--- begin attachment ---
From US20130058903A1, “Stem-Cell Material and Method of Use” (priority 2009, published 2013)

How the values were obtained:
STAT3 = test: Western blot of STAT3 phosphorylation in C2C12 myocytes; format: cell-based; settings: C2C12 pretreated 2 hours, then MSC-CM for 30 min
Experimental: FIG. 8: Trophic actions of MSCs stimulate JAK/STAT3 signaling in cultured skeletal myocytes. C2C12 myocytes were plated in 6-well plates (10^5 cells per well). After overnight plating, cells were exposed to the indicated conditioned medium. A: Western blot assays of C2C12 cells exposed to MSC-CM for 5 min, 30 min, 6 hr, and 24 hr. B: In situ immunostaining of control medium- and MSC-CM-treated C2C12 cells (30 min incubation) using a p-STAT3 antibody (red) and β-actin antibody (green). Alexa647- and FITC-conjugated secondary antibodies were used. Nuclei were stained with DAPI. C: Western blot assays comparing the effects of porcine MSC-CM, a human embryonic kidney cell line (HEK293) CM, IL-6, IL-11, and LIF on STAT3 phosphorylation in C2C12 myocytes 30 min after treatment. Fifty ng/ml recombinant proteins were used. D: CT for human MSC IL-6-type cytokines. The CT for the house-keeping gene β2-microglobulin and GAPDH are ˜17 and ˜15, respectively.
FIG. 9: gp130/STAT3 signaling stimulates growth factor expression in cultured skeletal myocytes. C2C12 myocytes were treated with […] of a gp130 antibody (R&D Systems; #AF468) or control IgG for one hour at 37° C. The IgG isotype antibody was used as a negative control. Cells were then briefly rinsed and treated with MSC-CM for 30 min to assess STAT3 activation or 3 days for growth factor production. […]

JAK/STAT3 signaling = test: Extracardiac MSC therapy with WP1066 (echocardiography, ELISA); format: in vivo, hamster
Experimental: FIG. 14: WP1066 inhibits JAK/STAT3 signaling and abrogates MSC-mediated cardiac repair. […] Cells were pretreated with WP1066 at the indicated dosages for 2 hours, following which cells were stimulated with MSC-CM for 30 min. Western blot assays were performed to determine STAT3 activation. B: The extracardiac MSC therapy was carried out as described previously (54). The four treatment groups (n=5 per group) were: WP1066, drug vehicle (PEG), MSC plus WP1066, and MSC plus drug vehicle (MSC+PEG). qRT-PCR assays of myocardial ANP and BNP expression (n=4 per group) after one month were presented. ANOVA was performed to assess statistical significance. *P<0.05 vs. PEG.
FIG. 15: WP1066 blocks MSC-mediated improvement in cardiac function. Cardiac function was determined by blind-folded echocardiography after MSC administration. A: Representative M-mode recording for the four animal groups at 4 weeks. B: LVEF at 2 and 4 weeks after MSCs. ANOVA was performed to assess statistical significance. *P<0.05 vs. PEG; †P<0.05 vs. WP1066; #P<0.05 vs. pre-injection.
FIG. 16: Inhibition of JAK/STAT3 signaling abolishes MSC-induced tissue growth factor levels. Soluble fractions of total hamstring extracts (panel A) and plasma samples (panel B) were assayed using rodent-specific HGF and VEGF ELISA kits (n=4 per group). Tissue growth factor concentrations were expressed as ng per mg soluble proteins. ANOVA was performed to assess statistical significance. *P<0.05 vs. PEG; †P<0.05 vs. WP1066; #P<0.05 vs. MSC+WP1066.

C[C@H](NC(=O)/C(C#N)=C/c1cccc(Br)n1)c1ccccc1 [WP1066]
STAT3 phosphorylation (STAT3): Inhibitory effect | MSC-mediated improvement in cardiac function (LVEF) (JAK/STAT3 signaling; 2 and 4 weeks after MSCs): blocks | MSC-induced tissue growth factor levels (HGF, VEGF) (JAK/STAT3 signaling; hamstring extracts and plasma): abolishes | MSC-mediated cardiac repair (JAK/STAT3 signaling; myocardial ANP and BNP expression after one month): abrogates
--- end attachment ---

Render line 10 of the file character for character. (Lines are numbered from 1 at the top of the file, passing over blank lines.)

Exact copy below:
C[C@H](NC(=O)/C(C#N)=C/c1cccc(Br)n1)c1ccccc1 [WP1066]